Notice: this Wiki will be going read only early in 2024 and edits will no longer be possible. Please see: https://gitlab.eclipse.org/eclipsefdn/helpdesk/-/wikis/Wiki-shutdown-plan for the plan.
- 1 Writing bug reports for Jubula
Writing bug reports for Jubula
If you find, or suspect you have found a bug, then follow these steps to enter your bug report:
- Check for duplicates in the Jubula bugzilla. If you find a bug that describes the same problem, then add your comment to it. If not, enter a new bug.
- When entering the bug, make sure you provide as much information as possible to help us understand the problem and reproduce it.
Information required for a bug report
- Use "Agent" to report problems with the AUT Agent
- Use "Core" to report problems when working with the ITE (Integrated Test Environment) - e.g. "unexpected error while editing Test Case"
- Use "RC" to report problems when working with the remote control components - e.g. "clicking button type x doesn't work on linux"
- Use "Tools" to report problems with the test executor, database tool and autrun command line clients
- Use "UA" to report problems with the user assistance - help, documentation, welcome pages or cheat sheets
- Use "UI" to report user interface problems
Enter the information required for the version you are using (if unspecified, then enter details in the bug report), the platform you are working on and the severity (next section).
The severity is how much the bug affects you as a user
- Blocker = complete feature loss, no workaround, perhaps data compromised
- Critical = feature loss, but with workaround
- Major = feature is difficult to use, leads user into errors, regardless of how feature is used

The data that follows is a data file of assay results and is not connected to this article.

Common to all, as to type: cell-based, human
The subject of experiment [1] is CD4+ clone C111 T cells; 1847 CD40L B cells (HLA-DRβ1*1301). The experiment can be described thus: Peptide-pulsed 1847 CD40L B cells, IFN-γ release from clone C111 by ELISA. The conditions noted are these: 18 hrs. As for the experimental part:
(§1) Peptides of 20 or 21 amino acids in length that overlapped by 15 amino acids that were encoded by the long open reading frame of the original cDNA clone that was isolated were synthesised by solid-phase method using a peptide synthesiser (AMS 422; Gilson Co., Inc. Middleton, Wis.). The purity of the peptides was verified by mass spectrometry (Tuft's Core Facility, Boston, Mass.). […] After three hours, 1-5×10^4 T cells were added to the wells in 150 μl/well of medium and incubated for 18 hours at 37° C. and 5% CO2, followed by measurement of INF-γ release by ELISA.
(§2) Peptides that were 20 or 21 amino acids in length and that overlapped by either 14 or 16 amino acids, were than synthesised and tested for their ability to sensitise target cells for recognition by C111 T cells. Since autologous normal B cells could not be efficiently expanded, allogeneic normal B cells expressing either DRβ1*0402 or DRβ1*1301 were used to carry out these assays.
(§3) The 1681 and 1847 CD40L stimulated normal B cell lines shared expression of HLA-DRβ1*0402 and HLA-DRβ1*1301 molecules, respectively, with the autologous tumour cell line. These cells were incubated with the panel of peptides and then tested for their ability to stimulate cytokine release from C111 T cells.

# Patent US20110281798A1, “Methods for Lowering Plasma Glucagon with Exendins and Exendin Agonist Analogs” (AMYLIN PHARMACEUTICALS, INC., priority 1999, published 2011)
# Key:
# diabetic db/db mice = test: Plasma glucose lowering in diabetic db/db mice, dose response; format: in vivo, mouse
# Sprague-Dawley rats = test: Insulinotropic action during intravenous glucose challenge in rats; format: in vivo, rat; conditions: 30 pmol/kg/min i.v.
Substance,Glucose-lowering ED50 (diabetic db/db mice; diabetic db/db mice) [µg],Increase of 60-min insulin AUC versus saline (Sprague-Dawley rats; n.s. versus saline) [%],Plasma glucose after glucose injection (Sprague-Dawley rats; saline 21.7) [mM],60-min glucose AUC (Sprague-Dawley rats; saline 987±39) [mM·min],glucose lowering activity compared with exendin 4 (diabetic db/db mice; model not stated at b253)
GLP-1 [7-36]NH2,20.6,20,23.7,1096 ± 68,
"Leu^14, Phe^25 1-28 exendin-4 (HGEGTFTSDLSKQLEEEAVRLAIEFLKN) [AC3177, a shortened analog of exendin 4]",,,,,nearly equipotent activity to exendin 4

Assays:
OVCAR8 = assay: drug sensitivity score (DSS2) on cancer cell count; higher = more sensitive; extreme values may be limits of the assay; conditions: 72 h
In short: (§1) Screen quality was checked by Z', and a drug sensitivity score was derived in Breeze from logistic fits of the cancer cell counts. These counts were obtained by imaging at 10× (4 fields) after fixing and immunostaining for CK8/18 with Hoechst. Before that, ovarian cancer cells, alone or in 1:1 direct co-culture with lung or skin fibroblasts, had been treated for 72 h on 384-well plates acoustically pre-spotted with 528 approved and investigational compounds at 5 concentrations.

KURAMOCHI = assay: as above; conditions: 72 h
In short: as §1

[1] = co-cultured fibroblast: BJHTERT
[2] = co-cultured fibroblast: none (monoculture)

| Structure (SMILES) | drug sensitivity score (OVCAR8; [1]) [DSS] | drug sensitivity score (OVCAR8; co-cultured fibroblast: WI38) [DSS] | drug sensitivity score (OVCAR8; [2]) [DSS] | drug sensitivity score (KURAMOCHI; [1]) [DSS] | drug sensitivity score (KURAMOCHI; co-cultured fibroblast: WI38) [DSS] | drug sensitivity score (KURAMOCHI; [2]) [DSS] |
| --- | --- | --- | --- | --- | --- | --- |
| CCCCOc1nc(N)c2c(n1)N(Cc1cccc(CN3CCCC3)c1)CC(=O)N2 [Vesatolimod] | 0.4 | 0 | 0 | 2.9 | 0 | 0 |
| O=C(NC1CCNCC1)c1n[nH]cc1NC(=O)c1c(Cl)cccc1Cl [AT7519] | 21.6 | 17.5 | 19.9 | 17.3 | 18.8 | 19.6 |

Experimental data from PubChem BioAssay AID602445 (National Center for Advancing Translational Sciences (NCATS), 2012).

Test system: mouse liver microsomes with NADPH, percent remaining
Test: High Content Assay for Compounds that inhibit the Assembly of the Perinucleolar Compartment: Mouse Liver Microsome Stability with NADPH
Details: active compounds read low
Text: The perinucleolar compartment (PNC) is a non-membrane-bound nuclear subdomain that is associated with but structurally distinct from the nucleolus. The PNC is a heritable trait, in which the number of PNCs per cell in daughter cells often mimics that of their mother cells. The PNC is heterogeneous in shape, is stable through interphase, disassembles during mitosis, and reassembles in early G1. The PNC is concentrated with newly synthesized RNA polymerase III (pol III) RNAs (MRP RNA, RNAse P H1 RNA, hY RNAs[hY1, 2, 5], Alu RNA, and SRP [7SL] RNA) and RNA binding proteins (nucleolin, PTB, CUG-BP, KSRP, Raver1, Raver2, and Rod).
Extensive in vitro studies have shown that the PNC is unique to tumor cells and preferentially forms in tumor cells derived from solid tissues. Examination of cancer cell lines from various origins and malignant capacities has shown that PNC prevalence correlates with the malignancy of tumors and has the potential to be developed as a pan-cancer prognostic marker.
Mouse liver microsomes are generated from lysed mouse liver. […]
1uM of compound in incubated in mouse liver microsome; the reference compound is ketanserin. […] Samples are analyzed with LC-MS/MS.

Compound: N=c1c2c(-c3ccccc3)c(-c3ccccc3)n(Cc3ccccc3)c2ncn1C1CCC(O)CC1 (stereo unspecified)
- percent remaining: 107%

- Normal = feature is difficult to use when choosing one particular way of using feature
- Minor = actual feature is not affected, but odd behaviour
- Trivial = very unimportant, like typos
- Enhancement = this is a missing feature, or a feature request
The description is the key to a good bug report. There are some excellent guides online:
- The Fine Art of Writing a Good Bug Report
- Asking smart questions,
- How to report bugs effectively
- Writing bugs from the Bugzilla team
Make sure you follow the principles outlined in these guides - it avoids ping-pong with bug reports where new details are requested at each step, and it reduces the time we need to identify, analyse and resolve bugs.
Further information on a bug report
Just a few of the points that help to make a bug report good:
- Adding log files, error messages and Chronon recordings to a bug report makes it easier for the team to analyze the problem.
- Your architecture - system, environment, Java version, SWT version, Eclipse version (where applicable)
Triage and priority
The Jubula team has a weekly meeting to triage new bugs. During the triage meeting, the priority of the bug from the development perspective is set.
- P1 means that we will look at this immediately, and that it takes priority over all other current activities.
- P2 - P5 are the bugs that we plan as parts of our sprints. For the amount of time allocated to bug fixing in the sprint, we take as many bugs as will fit, starting at P2 and working down.
Escalation and de-escalation
If new information is added to a bug, then its priority may be escalated or de-escalated accordingly. Voting bugs up can also affect the priority. If you want your bug to be fixed regardless of its priority, you can either contribute a fix or sponsor the development team for the fix. Contact us on the jubula-dev mailing list.
Wontfix, invalid, worksforme
These resolutions will be justified in the comments. If you disagree, or have other / new information, then please feel free to reopen the bug with your comments.
Once a bug is planned for a sprint (for P2-P5 bugs) or has been assigned (P1 bugs) then the target milestone is set. The progress and the fix is documented on the bug.